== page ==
Two hunters discovered Costilla’s remains in a wooded area of Southampton on Nov. 20, 1993. A native of Trinidad and Tobago, she was living on Long Island and in Queens and Brooklyn before her disappearance and killing.

Costilla was found lying on her back with her arms outstretched over her head, and her shirt was pulled up over her torso and head, exposing her breasts, authorities said. Her naked legs were spread apart. She had several “sharp force” injuries to her face, torso, breasts, left thigh and vaginal area, authorities said. Three hairs were recovered from her remains — one found on her right arm and two others from tape-lifts of two shirts that were above her head.

Those hairs were earlier tested against the DNA of convicted killer John Bittrolff, long suspected in Costilla’s killing, but he was excluded as a match.

Recent DNA testing comparing Heuermann’s mitochondrial and nuclear profiles to the hairs could not exclude Heuermann as the provider of the hairs found on Costilla’s body.

“It is significant that two forensic laboratories have now independently determined that male hair recovered from the mutilated remains of Sandra Costilla is substantially more likely to have derived from a personal genetically identical to defendant Heuermann’s mitochondrial and nuclear profiles,” prosecutors said in the bail letter.

Further testing showed, according to prosecutors, that another hair found on Costilla’s remains “shares a common base at all compared positions” with a DNA sample provided by a woman who had lived with Heuermann before Costilla’s disappearance and killing. The woman, who authorities referred to only as “witness #3” in the bail letter, said she could not be excluded as the contributor of the hair found on Costilla.

That woman, whose relationship to Heuermann at the time has not been publicly shared, had been living with Heuermann since 1991 and moved out of their shared residence in September 1993 — about two months before Costilla disappeared and was killed, prosecutors said. Heuermann’s late mother had moved out of the home before the woman, prosecutors noted, without giving a time frame on the mother’s cohabitation with her son.

Prosecutors noted that Heuermann would have been living alone at the time Costilla was killed, giving him “unfettered time to execute his plans” without worrying about anyone coming home to discover a crime in progress.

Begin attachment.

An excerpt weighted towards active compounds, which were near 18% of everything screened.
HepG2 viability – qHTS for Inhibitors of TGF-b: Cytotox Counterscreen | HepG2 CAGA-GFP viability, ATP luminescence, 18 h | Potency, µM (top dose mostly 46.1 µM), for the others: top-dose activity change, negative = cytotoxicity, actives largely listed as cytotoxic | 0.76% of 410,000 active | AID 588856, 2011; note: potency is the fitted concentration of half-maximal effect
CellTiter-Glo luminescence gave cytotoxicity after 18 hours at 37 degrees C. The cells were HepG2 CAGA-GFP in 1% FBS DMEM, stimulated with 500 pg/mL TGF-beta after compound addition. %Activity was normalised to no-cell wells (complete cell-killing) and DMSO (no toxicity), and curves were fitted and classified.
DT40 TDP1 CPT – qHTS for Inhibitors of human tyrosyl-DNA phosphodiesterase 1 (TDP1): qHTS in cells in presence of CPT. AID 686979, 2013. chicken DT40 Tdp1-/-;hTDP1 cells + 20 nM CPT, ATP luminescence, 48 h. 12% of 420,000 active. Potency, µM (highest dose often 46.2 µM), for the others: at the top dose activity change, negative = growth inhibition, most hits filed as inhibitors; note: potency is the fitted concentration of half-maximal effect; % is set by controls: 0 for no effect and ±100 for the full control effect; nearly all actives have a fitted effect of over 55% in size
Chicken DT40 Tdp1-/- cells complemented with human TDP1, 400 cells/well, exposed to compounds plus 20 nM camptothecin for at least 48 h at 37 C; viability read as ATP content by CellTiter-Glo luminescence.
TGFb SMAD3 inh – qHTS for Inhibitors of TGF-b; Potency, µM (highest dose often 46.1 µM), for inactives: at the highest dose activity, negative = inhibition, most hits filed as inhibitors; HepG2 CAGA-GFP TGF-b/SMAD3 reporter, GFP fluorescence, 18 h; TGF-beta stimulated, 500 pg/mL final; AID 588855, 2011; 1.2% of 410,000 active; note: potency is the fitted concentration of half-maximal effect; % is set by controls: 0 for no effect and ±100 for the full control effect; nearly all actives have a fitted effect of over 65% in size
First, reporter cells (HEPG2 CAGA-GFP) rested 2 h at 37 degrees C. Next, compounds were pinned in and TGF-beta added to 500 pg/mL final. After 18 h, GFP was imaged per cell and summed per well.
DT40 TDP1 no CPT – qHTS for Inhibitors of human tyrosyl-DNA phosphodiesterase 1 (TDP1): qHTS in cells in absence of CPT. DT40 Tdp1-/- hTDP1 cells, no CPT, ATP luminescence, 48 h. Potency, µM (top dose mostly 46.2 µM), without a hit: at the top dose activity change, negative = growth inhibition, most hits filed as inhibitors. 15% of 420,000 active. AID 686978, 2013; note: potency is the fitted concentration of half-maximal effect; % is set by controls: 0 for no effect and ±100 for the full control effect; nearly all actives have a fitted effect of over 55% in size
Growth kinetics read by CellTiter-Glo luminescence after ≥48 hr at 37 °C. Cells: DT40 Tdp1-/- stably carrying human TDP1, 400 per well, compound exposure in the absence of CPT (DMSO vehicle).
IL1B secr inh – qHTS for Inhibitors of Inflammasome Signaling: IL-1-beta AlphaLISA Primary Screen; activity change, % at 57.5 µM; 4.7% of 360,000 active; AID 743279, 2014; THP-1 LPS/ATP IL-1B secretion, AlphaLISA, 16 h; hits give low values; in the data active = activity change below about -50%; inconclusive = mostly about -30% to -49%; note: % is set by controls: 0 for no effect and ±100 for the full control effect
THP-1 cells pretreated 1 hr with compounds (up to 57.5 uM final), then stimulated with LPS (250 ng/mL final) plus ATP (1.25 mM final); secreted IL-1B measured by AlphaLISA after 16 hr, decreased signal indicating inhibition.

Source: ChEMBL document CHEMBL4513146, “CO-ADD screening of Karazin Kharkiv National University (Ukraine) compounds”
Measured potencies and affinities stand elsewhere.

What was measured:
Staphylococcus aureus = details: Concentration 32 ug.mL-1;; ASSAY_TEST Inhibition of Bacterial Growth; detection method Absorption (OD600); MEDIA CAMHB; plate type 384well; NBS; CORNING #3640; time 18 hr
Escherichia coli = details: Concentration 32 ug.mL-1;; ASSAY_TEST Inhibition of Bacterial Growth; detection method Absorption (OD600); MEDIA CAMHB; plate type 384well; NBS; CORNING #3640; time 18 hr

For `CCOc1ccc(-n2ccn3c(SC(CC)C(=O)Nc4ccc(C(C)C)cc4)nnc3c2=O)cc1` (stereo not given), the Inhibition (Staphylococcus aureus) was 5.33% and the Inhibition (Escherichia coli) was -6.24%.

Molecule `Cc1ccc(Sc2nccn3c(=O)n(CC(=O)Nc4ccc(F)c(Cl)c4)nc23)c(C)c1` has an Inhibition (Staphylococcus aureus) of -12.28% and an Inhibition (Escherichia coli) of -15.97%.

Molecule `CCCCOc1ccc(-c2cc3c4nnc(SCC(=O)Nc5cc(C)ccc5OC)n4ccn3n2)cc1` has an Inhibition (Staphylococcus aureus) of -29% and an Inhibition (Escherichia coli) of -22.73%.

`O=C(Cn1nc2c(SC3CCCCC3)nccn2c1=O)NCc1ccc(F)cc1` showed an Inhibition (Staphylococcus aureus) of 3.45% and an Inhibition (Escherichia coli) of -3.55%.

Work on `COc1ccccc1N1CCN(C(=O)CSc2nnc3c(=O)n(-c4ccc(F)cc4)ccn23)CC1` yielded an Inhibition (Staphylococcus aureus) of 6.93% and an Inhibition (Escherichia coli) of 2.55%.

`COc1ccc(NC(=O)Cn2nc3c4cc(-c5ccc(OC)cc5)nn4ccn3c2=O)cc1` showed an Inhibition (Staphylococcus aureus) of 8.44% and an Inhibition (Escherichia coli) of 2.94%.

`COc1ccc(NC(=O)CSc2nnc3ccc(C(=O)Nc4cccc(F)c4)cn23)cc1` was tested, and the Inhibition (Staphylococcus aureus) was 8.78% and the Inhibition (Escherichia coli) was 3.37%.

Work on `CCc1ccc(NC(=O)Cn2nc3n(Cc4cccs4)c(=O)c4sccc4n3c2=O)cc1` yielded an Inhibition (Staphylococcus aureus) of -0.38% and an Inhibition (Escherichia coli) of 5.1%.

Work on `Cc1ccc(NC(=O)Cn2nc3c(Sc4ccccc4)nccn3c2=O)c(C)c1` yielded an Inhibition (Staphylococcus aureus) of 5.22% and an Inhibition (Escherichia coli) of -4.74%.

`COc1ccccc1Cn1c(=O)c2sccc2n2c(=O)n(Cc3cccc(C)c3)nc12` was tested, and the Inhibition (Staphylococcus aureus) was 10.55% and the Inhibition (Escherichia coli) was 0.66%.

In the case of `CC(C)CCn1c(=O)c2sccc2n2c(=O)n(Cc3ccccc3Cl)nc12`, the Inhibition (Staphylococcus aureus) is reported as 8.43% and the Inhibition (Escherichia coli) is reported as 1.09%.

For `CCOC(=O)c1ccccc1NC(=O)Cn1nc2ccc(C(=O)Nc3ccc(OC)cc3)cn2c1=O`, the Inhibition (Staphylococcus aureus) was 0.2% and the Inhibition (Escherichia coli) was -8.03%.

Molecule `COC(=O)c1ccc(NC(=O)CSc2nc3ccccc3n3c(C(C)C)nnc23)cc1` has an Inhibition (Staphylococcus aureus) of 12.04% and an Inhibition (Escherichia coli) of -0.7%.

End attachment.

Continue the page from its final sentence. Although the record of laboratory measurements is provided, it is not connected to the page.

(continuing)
Sandra Costilla, left, and Jessica Taylor. Credit: SCPD: AP

It's a theme that prosecutors have said runs through Heuermann’s alleged killing spree: Heuermann’s family was always vacationing out of state when he allegedly committed the killings. In the case of Taylor, prosecutors said, phone records and other documents indicate that Heuermann’s now-estranged wife Asa Ellerup and children were vacationing in Vermont when the young woman was killed.

Someone walking a dog found Taylor’s remains on July 26, 2003, just west of Halsey Manor Road in Manorville and called 911. Lying on her back with her legs bent beneath her, Taylor was decapitated and both her arms had been severed below her elbows. A tattoo on Taylor’s torso had been “severely obliterated by a sharp object,” prosecutors said, adding that they believe that act, along with the dismemberment of her body, had been done by Heuermann to “inhibit” authorities from positively identifying her remains.

It wasn’t until some eight years later — on March 29, 2011 — that authorities found Taylor’s skull, hands and forearm along Ocean Parkway, just east of Gilgo Beach. Her remains were located less than a mile from where the remains of the Gilgo Four were discovered.

Taylor was last heard from on July 21, 2003 — five days before her partial remains were discovered. Police interviewed a witness who said on July 25, 2003, at about 10:30 p.m., they had seen a dark-colored Chevrolet pickup backed into the same wooded area where Taylor’s remains were later found.

Heuermann had owned a dark green 2002 Chevrolet Avalanche pickup during that time, investigators have said. And it was key to Heuermann’s initial arrest.

A New York State Police investigator assigned to the Gilgo Beach Task Force, using a database that can search for vehicles by make and model, first identified Heuermann as the owner of an Avalanche and a potential suspect on March 14, 2022.